A reviewer for PC Gamer once wrote the truest thing I've read about Peggle: he spent scores of hours playing it, refining his score, advancing through the achievements, unlocking combos. Just another few dozen hours, he wrote, and he was sure to figure out if he enjoyed it or not. 1849
is that kind of game.
It's a simplified city-building resource-management game: it isn't dumbed down, precisely, so much as it's smartened up from its origins as a mobile game. Each of the 20 scenarios involves building up a town or tiny settlement in California at the dawn of the gold rush; there's a separate DLC campaign which adds new buildings and railroads and takes the action to Nevada (sounds like it's more an expansion than DLC, though I have not played it). The devs have improved some of the laborious gameplay in the Nevada scenarios, apparently, but the 27 hours Steam says I've spent playing California are enough for me for now.
Basically, each town-to-be starts off with a road and a depot, which is where the town's workers will store the fruits of their labors. Resources are chained from farms to product to refined trade goods: so barley farms grow barley, which is trundled to the depot, where the brewers can take it out to make beer, and so forth. As the town grows the early shacks and hovels become homes and then estates; the residents want lumber first, and then boards, and then when they get all fancy they'll ask for a school and a church and eventually a newspaper office. And, always, lots of booze and a saloon. The nicer the homes, the more rent they pay; the more people there are in town the more jobs you'll need to create so unemployment doesn't cause crime. What the town doesn't use can be sold to neighboring settlements if there's call for it. It keeps a fella busy.
The mechanics are actually pretty nice, and there's a fair range of options: you can make wheat farms, orchards, barley farms, olive farms, vineyards, fishing stations, stone and salt quarries, and mines for iron, silver, gold, and oil (well, rigs for oil, but they live on the same tab). Each scenario also includes two optional objectives which require some speedy building to meet stretch goals, which are paid well with trade goods, and the goals are balanced to keep the game constantly in motion - there's never quite enough money to build what you need to build when you need to build it, and there's lots of buying raw goods (for towns which can't produce them) and selling surplus while you try to stockpile the stuff you need for victory.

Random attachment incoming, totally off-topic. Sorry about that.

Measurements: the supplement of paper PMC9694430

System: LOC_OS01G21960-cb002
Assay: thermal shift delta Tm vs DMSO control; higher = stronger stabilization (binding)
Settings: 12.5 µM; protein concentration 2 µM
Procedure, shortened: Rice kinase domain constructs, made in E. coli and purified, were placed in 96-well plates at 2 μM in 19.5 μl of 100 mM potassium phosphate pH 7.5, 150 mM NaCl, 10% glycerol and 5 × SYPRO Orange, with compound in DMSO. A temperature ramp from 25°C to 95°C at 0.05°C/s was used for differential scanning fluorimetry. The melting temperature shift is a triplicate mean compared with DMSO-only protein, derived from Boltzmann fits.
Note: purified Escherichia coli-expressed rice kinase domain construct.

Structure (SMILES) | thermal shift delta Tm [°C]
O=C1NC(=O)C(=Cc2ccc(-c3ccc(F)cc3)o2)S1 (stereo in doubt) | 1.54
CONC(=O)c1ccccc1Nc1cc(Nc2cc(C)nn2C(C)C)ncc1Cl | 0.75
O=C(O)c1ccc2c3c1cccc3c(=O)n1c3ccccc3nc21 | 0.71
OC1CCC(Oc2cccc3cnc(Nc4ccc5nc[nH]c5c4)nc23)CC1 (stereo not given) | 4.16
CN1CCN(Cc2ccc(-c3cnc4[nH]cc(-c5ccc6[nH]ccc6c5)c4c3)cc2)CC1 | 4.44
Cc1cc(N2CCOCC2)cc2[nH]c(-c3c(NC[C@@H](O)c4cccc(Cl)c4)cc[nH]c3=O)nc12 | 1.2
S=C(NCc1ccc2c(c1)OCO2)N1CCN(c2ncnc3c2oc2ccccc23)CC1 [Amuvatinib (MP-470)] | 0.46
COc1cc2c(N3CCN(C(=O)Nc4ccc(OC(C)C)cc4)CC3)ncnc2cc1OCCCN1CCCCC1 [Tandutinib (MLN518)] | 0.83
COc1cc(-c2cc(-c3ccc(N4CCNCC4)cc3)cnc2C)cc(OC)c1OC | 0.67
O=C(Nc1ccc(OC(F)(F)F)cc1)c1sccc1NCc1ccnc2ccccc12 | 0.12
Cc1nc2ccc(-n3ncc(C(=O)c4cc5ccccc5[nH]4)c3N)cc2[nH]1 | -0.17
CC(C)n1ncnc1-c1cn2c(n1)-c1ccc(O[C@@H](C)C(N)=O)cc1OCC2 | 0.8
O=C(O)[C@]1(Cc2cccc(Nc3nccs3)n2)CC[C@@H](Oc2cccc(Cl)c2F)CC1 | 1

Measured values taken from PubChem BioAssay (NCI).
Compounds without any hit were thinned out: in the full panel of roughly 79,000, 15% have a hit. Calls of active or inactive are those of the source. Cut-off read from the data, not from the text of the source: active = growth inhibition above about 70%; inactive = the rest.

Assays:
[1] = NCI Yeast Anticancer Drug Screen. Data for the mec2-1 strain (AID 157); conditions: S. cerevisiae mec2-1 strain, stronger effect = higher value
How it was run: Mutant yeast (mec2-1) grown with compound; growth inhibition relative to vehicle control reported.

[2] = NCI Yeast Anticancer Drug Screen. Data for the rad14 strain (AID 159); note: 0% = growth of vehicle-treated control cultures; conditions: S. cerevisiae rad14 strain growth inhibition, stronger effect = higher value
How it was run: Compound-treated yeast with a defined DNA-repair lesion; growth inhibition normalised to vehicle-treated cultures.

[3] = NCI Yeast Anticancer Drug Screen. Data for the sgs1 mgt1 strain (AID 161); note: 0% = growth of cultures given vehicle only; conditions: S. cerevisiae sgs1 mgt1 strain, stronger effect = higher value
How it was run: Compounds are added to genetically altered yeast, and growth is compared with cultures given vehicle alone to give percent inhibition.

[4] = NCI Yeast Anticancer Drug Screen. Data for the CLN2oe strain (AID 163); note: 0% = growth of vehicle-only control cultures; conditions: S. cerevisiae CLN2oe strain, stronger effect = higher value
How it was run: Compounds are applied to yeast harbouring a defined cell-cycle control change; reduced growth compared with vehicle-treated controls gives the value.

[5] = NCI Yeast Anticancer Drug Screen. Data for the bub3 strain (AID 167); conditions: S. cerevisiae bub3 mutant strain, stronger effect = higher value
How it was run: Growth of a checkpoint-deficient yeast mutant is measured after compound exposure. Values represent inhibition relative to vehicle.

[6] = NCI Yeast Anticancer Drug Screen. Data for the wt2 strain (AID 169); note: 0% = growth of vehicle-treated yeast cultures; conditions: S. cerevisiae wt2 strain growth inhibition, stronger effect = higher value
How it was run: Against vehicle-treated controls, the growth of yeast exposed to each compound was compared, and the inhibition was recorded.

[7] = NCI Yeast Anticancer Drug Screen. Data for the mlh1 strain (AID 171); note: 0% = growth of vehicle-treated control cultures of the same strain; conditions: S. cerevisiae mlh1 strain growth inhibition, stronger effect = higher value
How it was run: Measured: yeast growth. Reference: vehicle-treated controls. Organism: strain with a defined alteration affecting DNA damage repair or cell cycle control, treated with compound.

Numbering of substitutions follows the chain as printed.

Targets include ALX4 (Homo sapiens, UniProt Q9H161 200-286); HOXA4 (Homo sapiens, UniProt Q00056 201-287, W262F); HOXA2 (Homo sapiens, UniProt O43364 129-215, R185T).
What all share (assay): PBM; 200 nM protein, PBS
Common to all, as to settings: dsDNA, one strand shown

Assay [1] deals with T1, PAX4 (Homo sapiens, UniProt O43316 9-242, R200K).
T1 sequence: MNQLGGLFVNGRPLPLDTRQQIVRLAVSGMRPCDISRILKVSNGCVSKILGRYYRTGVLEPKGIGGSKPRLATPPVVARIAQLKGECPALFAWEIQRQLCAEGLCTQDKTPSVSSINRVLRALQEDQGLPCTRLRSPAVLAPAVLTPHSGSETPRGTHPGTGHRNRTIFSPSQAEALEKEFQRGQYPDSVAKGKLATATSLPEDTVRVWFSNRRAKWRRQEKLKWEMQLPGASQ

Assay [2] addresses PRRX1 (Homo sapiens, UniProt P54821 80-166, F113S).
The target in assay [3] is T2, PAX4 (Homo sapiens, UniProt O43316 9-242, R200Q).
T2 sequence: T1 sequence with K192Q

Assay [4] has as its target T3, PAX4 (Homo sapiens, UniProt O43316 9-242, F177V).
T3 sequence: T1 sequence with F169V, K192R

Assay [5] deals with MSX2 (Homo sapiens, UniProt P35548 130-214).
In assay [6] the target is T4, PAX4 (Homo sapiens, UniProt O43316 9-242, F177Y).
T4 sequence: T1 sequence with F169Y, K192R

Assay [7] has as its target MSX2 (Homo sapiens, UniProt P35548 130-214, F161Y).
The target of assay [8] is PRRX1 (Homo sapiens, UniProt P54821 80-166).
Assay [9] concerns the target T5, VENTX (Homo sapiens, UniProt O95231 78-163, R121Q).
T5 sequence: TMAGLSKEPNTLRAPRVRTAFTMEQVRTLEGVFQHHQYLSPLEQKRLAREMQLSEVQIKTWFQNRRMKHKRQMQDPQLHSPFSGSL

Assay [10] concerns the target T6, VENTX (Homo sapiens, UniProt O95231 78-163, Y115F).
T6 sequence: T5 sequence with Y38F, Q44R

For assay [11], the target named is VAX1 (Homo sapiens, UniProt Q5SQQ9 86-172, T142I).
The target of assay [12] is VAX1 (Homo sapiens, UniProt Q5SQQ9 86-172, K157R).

Four or five challenges in, though, I had seen most of what there is to see. Gameplay is incredibly repetitive, and while the graphics are attractive and fun, the buildings are limited and the camera is fixed, so the player can't really see a lot of detail most of the time - cities are clumpy and they all look the same. (There are new models in the DLC, apparently.) There's a nice bluegrassy soundtrack, but the handful of tunes cycle so much that they become invisible after a while. The objectives vary as much as they can, but at the end of the day this is a well-decorated mobile game, with limited play options: sometimes your town can farm what you need for export and sometimes you need to import all of the raw supplies to make trade goods, but play all comes out roughly the same.
I'm not immensely clever at these games, and so my time of 27 hours to complete the 20 California scenarios is probably way more than what a better player would spend - I managed to run a couple of towns into the ground before I learned to only manufacture what I could sell on the market, that sort of thing. I missed four of the Cali achievements, largely due to inattention; while I'm enough of a nut job to actually consider going back and playing them out, at the end of the day I've spent enough time on this one, and I don't need to head back in to figure out whether I enjoyed it or not. There's also a sandbox mode, which I did not explore.
SomaSim, the developer and publisher, is a two-person operation, thus the limited options and the repetition of resources. They've made a solid game, though it seems costy to me at $14.99. My copy was a gift-trade from GenkiColleen - it's for sale here on GOG, but I played the Steam version.
There's some good solid design under the hood here and production values are high, though it really needs more variety and flexibility to be the kind of adventure it clearly wants to be. And it's bug-free, which is always nice in an indie. My fledgeling list for 2015